One of the more important players in Tuesday's Sugar Bowl between No. 1 Florida State and No. 2 Virginia Tech will be a redshirt freshman who gets teased mercilessly by his teammmates.
It's not Hokies quarterback Michael Vick. It's Florida State tackle Brett Williams.
"Ol' baby face," Florida State senior guard Jason Whitaker said. "What can you say about him?"
Actually, quite a bit has been said about Williams, a 6-foot-6, 315-pound product of Kissimmee, Fla., who has blond hair, big blue eyes and, truly, a baby face. Tuesday night, having been named a first-team freshman all-American by the Sporting News, Williams also will have the assignment of blocking Corey Moore and John Engelberger, Virginia Tech's star defensive ends.
"I hate to brag about them too much when they're young, but he's an extremely talented guy," Florida State offensive coordinator Mark Richt said. "He really could do everything you could ask a tackle to do. Pass protection, run block, just a great athlete. . . . He's never flinched or fainted in any tough situation."
And he has a tough one against Virginia Tech. Williams, 19, will face both Moore and Engelberger during the game because Florida State's offensive linemen aren't assigned to the left side or right side of the field, but rather to the wide side of the field or the short side, which can change from one play to the next.
Beamer Pledges Allegiance
Virginia Tech Coach Frank Beamer pledged his allegiance to the school today while still leaving open the possibility that he might someday leave to coach somewhere else. "I don't think you ever say never, but I don't have any desire to leave Blacksburg," he said. "I like what Virginia Tech is all about, I like the people and it would take a lot for me to leave." . . .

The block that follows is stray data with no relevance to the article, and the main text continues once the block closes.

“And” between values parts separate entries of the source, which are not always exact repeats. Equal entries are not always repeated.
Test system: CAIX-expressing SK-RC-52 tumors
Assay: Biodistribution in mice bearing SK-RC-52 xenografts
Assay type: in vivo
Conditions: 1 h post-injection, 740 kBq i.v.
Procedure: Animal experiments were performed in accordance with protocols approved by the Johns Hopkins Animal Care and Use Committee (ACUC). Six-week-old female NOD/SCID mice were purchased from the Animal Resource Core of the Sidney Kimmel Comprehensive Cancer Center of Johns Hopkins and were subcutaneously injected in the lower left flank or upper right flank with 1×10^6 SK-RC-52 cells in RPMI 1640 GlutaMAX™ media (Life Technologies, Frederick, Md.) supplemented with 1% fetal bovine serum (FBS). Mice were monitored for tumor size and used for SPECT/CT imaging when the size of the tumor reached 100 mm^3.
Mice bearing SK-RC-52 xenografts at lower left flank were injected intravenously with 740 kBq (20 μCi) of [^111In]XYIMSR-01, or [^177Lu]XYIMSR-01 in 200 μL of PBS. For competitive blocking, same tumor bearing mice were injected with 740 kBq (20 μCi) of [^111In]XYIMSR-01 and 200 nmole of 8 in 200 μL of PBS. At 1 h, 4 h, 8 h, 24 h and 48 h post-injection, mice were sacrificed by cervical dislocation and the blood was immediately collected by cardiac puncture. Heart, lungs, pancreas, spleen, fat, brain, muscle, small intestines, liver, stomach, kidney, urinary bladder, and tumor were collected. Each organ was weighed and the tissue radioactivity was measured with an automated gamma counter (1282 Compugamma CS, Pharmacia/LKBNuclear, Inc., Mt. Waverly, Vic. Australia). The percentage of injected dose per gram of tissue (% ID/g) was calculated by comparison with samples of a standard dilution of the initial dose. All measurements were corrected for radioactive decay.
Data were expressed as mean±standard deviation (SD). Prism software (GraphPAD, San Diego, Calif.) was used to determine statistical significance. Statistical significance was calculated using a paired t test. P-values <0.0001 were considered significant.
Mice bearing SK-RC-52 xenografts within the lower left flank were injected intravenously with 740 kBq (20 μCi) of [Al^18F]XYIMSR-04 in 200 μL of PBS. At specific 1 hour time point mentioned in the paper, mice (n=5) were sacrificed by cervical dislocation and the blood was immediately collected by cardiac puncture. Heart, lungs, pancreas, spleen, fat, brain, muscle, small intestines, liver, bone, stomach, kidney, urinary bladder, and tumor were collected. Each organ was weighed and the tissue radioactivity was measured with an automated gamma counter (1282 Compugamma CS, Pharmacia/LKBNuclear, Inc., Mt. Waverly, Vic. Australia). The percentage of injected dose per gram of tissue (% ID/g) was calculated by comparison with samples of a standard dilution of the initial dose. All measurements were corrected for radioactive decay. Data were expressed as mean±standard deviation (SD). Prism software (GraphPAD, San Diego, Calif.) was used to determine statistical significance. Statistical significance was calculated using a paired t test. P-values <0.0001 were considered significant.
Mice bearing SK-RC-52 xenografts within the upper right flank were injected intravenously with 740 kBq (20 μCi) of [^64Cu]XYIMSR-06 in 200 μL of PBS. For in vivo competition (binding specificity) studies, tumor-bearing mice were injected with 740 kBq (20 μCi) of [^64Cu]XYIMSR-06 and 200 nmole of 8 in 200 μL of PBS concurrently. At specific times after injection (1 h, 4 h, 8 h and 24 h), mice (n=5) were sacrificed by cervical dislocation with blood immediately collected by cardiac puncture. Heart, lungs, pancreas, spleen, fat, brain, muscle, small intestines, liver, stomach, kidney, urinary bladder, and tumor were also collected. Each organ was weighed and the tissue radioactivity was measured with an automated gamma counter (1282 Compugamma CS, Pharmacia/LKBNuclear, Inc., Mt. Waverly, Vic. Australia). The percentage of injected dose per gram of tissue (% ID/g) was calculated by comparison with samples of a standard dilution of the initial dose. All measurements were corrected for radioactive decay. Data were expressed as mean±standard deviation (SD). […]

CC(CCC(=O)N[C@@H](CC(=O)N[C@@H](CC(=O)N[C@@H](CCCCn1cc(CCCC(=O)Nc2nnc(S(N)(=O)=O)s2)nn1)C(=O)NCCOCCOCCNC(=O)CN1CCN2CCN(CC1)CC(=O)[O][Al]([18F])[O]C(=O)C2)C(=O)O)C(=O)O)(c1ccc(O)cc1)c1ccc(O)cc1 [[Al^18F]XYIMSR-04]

Beamer also spoke at unusual length about the near fatal accident he endured when he was 7 years old that still leaves him scarred. Beamer inadvertently ignited a gas fire in the garage on his father's farm, setting off an explosion. His older brother saved his life by rolling him around on the grass to put out the flames, but what followed over the next three years was nearly as bad--30 skin graft operations, many of which weren't successful.
That was more than 46 years ago, but Beamer said it's a memory that makes the rest of his life a little easier--and makes the pressure of coaching in his first national championship game a little lighter.
"There were two things I learned from that, and I think it did shape me," Beamer said. "Whenever I got to feeling sorry for myself at the hospital, my mom would make me walk up and down the hallways, and she would always find someone who was in worse shape than me.
"The second part of it was that I can't remember ever thinking that this thing wasn't going to be okay. It was just a matter of doing what we need to do, get the thing done, control what we can control here and it's going to be all right."